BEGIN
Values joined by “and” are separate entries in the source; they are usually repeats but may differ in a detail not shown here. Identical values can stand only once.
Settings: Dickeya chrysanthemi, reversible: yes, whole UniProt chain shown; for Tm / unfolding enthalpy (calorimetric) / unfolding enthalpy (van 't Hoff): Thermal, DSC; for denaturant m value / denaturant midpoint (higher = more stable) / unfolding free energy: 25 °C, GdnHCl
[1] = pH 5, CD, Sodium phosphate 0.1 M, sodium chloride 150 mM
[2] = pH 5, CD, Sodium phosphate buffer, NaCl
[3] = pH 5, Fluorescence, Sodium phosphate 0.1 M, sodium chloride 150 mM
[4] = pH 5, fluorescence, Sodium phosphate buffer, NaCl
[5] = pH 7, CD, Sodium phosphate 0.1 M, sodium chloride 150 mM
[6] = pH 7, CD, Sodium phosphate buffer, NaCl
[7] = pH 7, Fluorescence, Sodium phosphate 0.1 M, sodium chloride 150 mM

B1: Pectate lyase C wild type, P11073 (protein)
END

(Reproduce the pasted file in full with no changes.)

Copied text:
Values joined by “and” are separate entries in the source; they are usually repeats but may differ in a detail not shown here. Identical values can stand only once.
Settings: Dickeya chrysanthemi, reversible: yes, whole UniProt chain shown; for Tm / unfolding enthalpy (calorimetric) / unfolding enthalpy (van 't Hoff): Thermal, DSC; for denaturant m value / denaturant midpoint (higher = more stable) / unfolding free energy: 25 °C, GdnHCl
[1] = pH 5, CD, Sodium phosphate 0.1 M, sodium chloride 150 mM
[2] = pH 5, CD, Sodium phosphate buffer, NaCl
[3] = pH 5, Fluorescence, Sodium phosphate 0.1 M, sodium chloride 150 mM
[4] = pH 5, fluorescence, Sodium phosphate buffer, NaCl
[5] = pH 7, CD, Sodium phosphate 0.1 M, sodium chloride 150 mM
[6] = pH 7, CD, Sodium phosphate buffer, NaCl
[7] = pH 7, Fluorescence, Sodium phosphate 0.1 M, sodium chloride 150 mM

B1: Pectate lyase C wild type, P11073 (protein)